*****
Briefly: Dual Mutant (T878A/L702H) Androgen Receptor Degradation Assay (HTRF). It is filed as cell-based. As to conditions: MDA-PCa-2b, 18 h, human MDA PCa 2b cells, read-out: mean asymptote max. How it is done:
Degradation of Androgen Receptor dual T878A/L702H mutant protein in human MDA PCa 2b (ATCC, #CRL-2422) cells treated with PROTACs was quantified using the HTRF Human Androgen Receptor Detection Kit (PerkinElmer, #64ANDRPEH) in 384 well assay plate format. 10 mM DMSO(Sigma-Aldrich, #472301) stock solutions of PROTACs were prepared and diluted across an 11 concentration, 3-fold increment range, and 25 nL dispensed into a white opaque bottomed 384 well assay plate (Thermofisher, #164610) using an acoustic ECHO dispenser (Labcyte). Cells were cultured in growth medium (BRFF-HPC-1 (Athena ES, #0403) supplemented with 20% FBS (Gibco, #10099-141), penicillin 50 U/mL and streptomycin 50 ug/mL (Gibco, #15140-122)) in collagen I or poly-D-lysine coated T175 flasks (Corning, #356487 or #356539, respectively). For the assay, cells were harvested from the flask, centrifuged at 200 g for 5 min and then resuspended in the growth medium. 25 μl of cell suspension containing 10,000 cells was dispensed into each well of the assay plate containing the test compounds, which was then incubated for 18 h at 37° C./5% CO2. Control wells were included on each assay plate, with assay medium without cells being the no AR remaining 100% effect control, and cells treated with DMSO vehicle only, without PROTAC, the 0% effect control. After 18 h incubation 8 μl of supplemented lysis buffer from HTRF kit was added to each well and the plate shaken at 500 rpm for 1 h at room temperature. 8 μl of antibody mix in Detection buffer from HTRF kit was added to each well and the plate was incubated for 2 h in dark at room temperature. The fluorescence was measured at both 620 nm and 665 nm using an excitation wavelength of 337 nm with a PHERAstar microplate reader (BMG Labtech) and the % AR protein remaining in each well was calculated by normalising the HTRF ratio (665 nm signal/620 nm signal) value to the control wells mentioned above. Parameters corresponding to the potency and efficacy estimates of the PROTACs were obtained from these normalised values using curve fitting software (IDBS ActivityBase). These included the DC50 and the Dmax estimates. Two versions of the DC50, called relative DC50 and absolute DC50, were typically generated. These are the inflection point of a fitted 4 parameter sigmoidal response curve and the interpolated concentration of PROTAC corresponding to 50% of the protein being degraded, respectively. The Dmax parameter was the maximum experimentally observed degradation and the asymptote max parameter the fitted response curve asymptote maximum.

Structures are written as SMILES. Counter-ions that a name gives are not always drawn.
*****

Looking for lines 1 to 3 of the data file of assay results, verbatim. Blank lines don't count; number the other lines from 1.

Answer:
Briefly: Dual Mutant (T878A/L702H) Androgen Receptor Degradation Assay (HTRF). It is filed as cell-based. As to conditions: MDA-PCa-2b, 18 h, human MDA PCa 2b cells, read-out: mean asymptote max. How it is done:
Degradation of Androgen Receptor dual T878A/L702H mutant protein in human MDA PCa 2b (ATCC, #CRL-2422) cells treated with PROTACs was quantified using the HTRF Human Androgen Receptor Detection Kit (PerkinElmer, #64ANDRPEH) in 384 well assay plate format. 10 mM DMSO(Sigma-Aldrich, #472301) stock solutions of PROTACs were prepared and diluted across an 11 concentration, 3-fold increment range, and 25 nL dispensed into a white opaque bottomed 384 well assay plate (Thermofisher, #164610) using an acoustic ECHO dispenser (Labcyte). Cells were cultured in growth medium (BRFF-HPC-1 (Athena ES, #0403) supplemented with 20% FBS (Gibco, #10099-141), penicillin 50 U/mL and streptomycin 50 ug/mL (Gibco, #15140-122)) in collagen I or poly-D-lysine coated T175 flasks (Corning, #356487 or #356539, respectively). For the assay, cells were harvested from the flask, centrifuged at 200 g for 5 min and then resuspended in the growth medium. 25 μl of cell suspension containing 10,000 cells was dispensed into each well of the assay plate containing the test compounds, which was then incubated for 18 h at 37° C./5% CO2. Control wells were included on each assay plate, with assay medium without cells being the no AR remaining 100% effect control, and cells treated with DMSO vehicle only, without PROTAC, the 0% effect control. After 18 h incubation 8 μl of supplemented lysis buffer from HTRF kit was added to each well and the plate shaken at 500 rpm for 1 h at room temperature. 8 μl of antibody mix in Detection buffer from HTRF kit was added to each well and the plate was incubated for 2 h in dark at room temperature. The fluorescence was measured at both 620 nm and 665 nm using an excitation wavelength of 337 nm with a PHERAstar microplate reader (BMG Labtech) and the % AR protein remaining in each well was calculated by normalising the HTRF ratio (665 nm signal/620 nm signal) value to the control wells mentioned above. Parameters corresponding to the potency and efficacy estimates of the PROTACs were obtained from these normalised values using curve fitting software (IDBS ActivityBase). These included the DC50 and the Dmax estimates. Two versions of the DC50, called relative DC50 and absolute DC50, were typically generated. These are the inflection point of a fitted 4 parameter sigmoidal response curve and the interpolated concentration of PROTAC corresponding to 50% of the protein being degraded, respectively. The Dmax parameter was the maximum experimentally observed degradation and the asymptote max parameter the fitted response curve asymptote maximum.

Structures are written as SMILES. Counter-ions that a name gives are not always drawn.